Last Updated on Tuesday, 28 September 2010 14:07
 
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Reclaiming Wilderness From Livestock Grazing

Historic photo of cattle grazing on the Umatilla National ForestLivestock grazing open ranges and backcountry pastures is an iconic image of the American west (what's a cowboy without a cow?). Nearly 50 percent of Forest Service lands are open to grazing, the vast majority of which is concentrated in the western US.

But the cost of livestock grazing on public lands is high. A Government Accountability Office (GAO) report shows that in 2004, the federal government recovered less than 1/6 of what it cost to administer grazing programs on public lands. That year, the Forest Service spent $74.2 million administering livestock grazing programs. And this doesn't account for the vast damage livestock grazing inflicts on ecosystems.

Grazing even occurs in the areas that are supposed to be the most pristine—wilderness. Imagine hiking miles into backcountry wilderness only to step in a cow pie (I have) or worrying about the quality of the water or finding sensitive meadows and stream banks trampled into mud bogs. The Forest Service and many pro-wilderness organizations take the position that the Wilderness Act of 1964 gives carte blanche to cattle grazing in wilderness areas regardless of the impacts to the wilderness values enshrined in the law. In many cases, the Forest Service fails to disclose any impacts grazing will have on wilderness values (these are the values of lands that are: 1) untrammeled, 2) natural, 3) undeveloped, and 4) having outstanding opportunities for solitude or a primitive and unconfined type of recreation).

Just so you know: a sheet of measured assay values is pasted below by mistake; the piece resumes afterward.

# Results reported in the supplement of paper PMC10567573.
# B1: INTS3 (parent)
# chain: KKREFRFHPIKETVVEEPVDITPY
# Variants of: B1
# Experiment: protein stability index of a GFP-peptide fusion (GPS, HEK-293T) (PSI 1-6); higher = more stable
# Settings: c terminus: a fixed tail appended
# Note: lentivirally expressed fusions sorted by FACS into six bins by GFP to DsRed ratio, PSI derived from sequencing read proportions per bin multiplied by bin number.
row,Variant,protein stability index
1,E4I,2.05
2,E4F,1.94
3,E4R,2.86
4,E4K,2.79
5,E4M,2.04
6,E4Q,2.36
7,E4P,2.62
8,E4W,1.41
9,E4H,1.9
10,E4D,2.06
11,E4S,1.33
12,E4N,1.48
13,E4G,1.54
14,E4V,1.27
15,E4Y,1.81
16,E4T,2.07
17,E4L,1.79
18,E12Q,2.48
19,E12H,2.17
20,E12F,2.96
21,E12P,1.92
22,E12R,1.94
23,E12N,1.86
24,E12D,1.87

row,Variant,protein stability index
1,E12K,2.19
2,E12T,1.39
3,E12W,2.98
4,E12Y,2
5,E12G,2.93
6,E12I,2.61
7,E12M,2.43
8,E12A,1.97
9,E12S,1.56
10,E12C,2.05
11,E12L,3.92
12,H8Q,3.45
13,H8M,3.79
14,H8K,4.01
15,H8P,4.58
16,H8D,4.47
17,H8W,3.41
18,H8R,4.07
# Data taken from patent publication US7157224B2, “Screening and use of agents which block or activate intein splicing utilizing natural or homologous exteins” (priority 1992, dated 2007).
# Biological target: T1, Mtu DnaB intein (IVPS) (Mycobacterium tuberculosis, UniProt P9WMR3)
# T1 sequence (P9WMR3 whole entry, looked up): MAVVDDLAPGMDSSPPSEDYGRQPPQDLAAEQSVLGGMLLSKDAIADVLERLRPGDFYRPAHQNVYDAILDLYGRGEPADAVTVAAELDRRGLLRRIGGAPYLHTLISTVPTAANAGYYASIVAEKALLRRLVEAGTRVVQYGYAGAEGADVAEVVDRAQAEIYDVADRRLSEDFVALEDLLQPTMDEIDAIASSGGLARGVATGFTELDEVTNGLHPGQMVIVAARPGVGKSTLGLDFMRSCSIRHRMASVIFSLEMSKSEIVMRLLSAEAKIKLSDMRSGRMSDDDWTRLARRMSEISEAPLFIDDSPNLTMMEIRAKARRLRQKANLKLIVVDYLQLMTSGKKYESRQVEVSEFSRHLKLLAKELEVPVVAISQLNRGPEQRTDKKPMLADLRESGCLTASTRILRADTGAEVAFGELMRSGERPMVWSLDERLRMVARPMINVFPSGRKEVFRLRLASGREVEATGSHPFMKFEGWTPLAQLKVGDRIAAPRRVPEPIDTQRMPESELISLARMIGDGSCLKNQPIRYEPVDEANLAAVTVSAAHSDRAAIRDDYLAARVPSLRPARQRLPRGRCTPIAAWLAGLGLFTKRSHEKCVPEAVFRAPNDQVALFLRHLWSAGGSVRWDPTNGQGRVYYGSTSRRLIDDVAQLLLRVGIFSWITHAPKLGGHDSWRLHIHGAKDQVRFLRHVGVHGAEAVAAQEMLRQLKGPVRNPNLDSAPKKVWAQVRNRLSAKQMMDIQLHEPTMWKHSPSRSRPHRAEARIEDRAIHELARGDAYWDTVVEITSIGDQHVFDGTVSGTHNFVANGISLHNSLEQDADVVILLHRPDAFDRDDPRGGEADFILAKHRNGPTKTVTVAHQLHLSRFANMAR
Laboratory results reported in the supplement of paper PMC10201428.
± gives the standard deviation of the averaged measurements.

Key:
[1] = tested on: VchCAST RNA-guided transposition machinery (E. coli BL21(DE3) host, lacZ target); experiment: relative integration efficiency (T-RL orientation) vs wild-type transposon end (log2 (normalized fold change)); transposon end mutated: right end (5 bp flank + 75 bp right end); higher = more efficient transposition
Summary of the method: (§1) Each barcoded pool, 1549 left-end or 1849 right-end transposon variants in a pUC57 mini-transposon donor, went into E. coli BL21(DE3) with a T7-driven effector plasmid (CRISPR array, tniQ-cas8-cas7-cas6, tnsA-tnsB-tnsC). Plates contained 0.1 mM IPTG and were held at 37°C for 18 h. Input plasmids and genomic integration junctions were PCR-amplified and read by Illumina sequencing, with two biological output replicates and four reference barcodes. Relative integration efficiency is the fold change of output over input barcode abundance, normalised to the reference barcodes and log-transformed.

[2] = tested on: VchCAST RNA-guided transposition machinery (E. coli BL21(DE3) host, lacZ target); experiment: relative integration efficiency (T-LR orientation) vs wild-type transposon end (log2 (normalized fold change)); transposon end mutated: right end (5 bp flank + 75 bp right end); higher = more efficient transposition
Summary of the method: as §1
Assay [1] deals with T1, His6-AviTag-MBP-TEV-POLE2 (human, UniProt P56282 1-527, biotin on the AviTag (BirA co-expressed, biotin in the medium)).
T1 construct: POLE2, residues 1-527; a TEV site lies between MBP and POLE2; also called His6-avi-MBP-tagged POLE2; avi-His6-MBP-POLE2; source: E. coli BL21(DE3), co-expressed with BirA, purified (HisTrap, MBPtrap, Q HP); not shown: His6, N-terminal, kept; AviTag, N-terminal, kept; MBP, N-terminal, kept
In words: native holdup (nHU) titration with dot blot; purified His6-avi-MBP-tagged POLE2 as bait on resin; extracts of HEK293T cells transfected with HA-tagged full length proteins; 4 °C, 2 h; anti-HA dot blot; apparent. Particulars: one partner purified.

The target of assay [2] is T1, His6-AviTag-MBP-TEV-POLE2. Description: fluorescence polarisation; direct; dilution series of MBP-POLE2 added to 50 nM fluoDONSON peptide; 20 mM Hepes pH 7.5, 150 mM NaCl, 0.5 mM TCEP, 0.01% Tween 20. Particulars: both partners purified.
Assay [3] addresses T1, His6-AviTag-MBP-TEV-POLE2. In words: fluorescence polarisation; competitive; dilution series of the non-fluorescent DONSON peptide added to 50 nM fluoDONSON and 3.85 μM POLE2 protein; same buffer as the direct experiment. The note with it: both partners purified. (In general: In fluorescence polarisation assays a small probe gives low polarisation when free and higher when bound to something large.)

FSEEE believes that the Forest Service should disclose the impact grazing has on wilderness areas regardless of whether the activity is authorized under the Wilderness Act (an assertion we find dubious). We have begun to review environmental assessments for grazing allotments in wilderness areas to make sure the Forest Service meets their obligations under the National Environmental Policy Act to disclose these impacts (we'll be sure to keep you appraised of our efforts via this blog).

If there is one place livestock grazing certainly doesn't belong, it's in wilderness.

Last Updated on Thursday, 10 June 2010 13:56
 
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Managing the Mountain: 30 Years after the Eruption of Mount St. Helens

Photo by Austin Post, USGSMay 18, 2010 marks the thirtieth anniversary of the stunning eruption of Mount St. Helens. The force and unexpected collapse of the north side of the volcano created one of the largest landslides ever recorded. All told, the eruption left 57 dead and flattened 200 square miles of forest turning the area into a barren, lunar-looking landscape.

Out of the destruction, the Forest Service, US Geological Service, and Congress all found something extraordinary: a landscape in the public domain that could be studied throughout the coming decades and centuries by the scientific community to understand how volcanoes can cause such destruction and how the landscape rejuvenates itself after such cataclysmic alteration. And for the past thirty years scientists have watched life come back to one of the most hostile environments on earth.